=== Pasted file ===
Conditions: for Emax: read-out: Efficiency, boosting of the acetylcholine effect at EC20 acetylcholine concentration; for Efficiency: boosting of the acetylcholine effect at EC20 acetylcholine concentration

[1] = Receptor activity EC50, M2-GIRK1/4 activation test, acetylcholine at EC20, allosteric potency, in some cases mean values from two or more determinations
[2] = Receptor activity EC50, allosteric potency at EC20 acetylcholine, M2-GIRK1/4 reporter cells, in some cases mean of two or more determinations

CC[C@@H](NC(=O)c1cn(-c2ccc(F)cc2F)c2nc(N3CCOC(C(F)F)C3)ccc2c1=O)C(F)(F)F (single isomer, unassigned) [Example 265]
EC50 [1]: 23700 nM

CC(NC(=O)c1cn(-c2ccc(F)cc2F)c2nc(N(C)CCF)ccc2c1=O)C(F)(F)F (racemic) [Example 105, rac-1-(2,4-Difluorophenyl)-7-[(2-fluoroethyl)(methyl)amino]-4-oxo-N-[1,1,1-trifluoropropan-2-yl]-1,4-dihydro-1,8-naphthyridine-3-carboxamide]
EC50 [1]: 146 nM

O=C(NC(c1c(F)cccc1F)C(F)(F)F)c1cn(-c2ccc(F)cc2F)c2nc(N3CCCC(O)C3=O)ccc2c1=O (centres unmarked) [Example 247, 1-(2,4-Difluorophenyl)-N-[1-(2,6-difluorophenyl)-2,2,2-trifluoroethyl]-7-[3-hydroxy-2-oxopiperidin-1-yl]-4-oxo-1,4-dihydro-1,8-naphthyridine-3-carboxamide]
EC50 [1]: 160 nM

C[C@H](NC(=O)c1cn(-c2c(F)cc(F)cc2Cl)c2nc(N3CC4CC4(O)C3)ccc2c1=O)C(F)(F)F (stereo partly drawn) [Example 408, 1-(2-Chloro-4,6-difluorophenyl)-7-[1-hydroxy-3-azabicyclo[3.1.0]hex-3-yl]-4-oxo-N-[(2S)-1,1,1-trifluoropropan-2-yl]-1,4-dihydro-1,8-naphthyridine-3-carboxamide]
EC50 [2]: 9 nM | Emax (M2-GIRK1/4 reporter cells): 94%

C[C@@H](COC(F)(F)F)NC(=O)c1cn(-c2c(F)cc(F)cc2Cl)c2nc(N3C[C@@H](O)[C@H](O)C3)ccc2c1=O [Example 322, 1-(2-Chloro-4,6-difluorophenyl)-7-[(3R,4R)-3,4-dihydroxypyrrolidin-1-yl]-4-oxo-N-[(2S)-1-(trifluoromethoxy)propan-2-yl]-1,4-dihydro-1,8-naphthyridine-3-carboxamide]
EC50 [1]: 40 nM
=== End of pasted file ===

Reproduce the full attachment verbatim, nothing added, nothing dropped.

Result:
Conditions: for Emax: read-out: Efficiency, boosting of the acetylcholine effect at EC20 acetylcholine concentration; for Efficiency: boosting of the acetylcholine effect at EC20 acetylcholine concentration

[1] = Receptor activity EC50, M2-GIRK1/4 activation test, acetylcholine at EC20, allosteric potency, in some cases mean values from two or more determinations
[2] = Receptor activity EC50, allosteric potency at EC20 acetylcholine, M2-GIRK1/4 reporter cells, in some cases mean of two or more determinations

CC[C@@H](NC(=O)c1cn(-c2ccc(F)cc2F)c2nc(N3CCOC(C(F)F)C3)ccc2c1=O)C(F)(F)F (single isomer, unassigned) [Example 265]
EC50 [1]: 23700 nM

CC(NC(=O)c1cn(-c2ccc(F)cc2F)c2nc(N(C)CCF)ccc2c1=O)C(F)(F)F (racemic) [Example 105, rac-1-(2,4-Difluorophenyl)-7-[(2-fluoroethyl)(methyl)amino]-4-oxo-N-[1,1,1-trifluoropropan-2-yl]-1,4-dihydro-1,8-naphthyridine-3-carboxamide]
EC50 [1]: 146 nM

O=C(NC(c1c(F)cccc1F)C(F)(F)F)c1cn(-c2ccc(F)cc2F)c2nc(N3CCCC(O)C3=O)ccc2c1=O (centres unmarked) [Example 247, 1-(2,4-Difluorophenyl)-N-[1-(2,6-difluorophenyl)-2,2,2-trifluoroethyl]-7-[3-hydroxy-2-oxopiperidin-1-yl]-4-oxo-1,4-dihydro-1,8-naphthyridine-3-carboxamide]
EC50 [1]: 160 nM

C[C@H](NC(=O)c1cn(-c2c(F)cc(F)cc2Cl)c2nc(N3CC4CC4(O)C3)ccc2c1=O)C(F)(F)F (stereo partly drawn) [Example 408, 1-(2-Chloro-4,6-difluorophenyl)-7-[1-hydroxy-3-azabicyclo[3.1.0]hex-3-yl]-4-oxo-N-[(2S)-1,1,1-trifluoropropan-2-yl]-1,4-dihydro-1,8-naphthyridine-3-carboxamide]
EC50 [2]: 9 nM | Emax (M2-GIRK1/4 reporter cells): 94%

C[C@@H](COC(F)(F)F)NC(=O)c1cn(-c2c(F)cc(F)cc2Cl)c2nc(N3C[C@@H](O)[C@H](O)C3)ccc2c1=O [Example 322, 1-(2-Chloro-4,6-difluorophenyl)-7-[(3R,4R)-3,4-dihydroxypyrrolidin-1-yl]-4-oxo-N-[(2S)-1-(trifluoromethoxy)propan-2-yl]-1,4-dihydro-1,8-naphthyridine-3-carboxamide]
EC50 [1]: 40 nM